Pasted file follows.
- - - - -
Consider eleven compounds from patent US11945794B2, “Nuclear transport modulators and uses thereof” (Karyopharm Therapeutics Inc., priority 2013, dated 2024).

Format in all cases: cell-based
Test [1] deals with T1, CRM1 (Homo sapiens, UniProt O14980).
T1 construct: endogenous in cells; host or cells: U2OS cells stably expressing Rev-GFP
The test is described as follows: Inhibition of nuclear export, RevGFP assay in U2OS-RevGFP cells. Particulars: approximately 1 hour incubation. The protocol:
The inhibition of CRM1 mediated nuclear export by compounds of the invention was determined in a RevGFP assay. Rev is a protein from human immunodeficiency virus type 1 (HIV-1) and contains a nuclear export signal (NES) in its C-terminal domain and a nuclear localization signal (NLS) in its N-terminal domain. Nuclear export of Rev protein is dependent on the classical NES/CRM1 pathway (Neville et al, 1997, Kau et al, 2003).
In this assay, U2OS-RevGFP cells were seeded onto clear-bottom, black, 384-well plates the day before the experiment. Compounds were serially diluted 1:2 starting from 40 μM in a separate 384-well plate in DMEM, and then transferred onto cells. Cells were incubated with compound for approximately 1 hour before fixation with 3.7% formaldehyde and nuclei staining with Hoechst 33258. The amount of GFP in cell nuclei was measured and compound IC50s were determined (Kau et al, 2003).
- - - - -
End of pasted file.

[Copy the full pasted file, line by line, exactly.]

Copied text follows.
Consider eleven compounds from patent US11945794B2, “Nuclear transport modulators and uses thereof” (Karyopharm Therapeutics Inc., priority 2013, dated 2024).

Format in all cases: cell-based
Test [1] deals with T1, CRM1 (Homo sapiens, UniProt O14980).
T1 construct: endogenous in cells; host or cells: U2OS cells stably expressing Rev-GFP
The test is described as follows: Inhibition of nuclear export, RevGFP assay in U2OS-RevGFP cells. Particulars: approximately 1 hour incubation. The protocol:
The inhibition of CRM1 mediated nuclear export by compounds of the invention was determined in a RevGFP assay. Rev is a protein from human immunodeficiency virus type 1 (HIV-1) and contains a nuclear export signal (NES) in its C-terminal domain and a nuclear localization signal (NLS) in its N-terminal domain. Nuclear export of Rev protein is dependent on the classical NES/CRM1 pathway (Neville et al, 1997, Kau et al, 2003).
In this assay, U2OS-RevGFP cells were seeded onto clear-bottom, black, 384-well plates the day before the experiment. Compounds were serially diluted 1:2 starting from 40 μM in a separate 384-well plate in DMEM, and then transferred onto cells. Cells were incubated with compound for approximately 1 hour before fixation with 3.7% formaldehyde and nuclei staining with Hoechst 33258. The amount of GFP in cell nuclei was measured and compound IC50s were determined (Kau et al, 2003).